Williams has talked about the White Sox being limited, money-wise, during this Hot Stove period. A plus-arm such as Hudson could become attractive to another team in a potential deal.

Jordan Danks, OF: On the heels of a .343 average posted during the Arizona Fall League, the younger brother of White Sox starting pitcher John Danks has put himself in play for the team's final outfield slot.

"There's no question Jordan Danks is making it interesting and giving reason to pause if we go out and are aggressive with a veteran type guy or not," Williams said.

Danks has hit leadoff both collegiately at Texas and in the Minors, but the White Sox might be a bit leery of using the 23-year-old, not a true contact hitter, in such a role. Some in the organization felt Danks was defensively ready to play the outfield in '09, and the lanky left-handed hitter has experience in any of the three outfield slots. He also gained a valuable offensive boost from his AFL success.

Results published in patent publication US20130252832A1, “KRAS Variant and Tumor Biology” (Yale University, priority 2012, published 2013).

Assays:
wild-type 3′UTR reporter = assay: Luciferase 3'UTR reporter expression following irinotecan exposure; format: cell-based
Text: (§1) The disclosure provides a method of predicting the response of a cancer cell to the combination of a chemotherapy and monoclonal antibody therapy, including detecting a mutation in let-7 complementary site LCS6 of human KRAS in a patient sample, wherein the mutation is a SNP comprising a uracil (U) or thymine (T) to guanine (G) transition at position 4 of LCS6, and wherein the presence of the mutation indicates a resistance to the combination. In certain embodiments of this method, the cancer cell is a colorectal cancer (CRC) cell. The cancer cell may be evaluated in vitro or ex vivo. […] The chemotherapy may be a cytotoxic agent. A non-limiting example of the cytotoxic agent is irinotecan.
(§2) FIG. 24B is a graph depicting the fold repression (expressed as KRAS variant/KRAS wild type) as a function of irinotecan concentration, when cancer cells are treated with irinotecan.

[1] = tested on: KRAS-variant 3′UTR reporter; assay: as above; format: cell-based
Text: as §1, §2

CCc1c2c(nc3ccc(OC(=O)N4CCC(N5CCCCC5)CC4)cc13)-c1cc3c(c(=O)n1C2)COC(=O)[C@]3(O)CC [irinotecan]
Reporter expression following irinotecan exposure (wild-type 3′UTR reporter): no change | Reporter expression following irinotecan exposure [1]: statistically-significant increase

"To hit this kind of pitching, it's the kind of stuff I'll be seeing when I do make it to the big leagues," Danks said.

Tyler Flowers, C: The catcher of the future has been described by the White Sox in a somewhat opposite manner from Danks. Flowers' bat is Major League-ready, but he's still developing behind the plate. The White Sox have to decide whether they want Flowers to learn playing sporadically behind A.J. Pierzynski, while getting some at-bats at designated hitter, or catch every day at the Minor League level.

"Whatever we start with in April, it won't be what the team looks like come July and August," Williams said. "We are very impressed with how [Flowers] came in and not just how he played, but how he prepared himself."

Jared Mitchell, OF: Hitting .296 over a mere 34 games played for Kannapolis in 2009, the left-handed-hitting outfielder proved as to how his Major League time could come as soon as '11. The 21-year-old top White Sox pick in the '09 First-Year Player Draft will start '10 for Birmingham, but his progress could impact how the south Siders view the addition of a leadoff man in the open market. They might only need a one-year stopgap.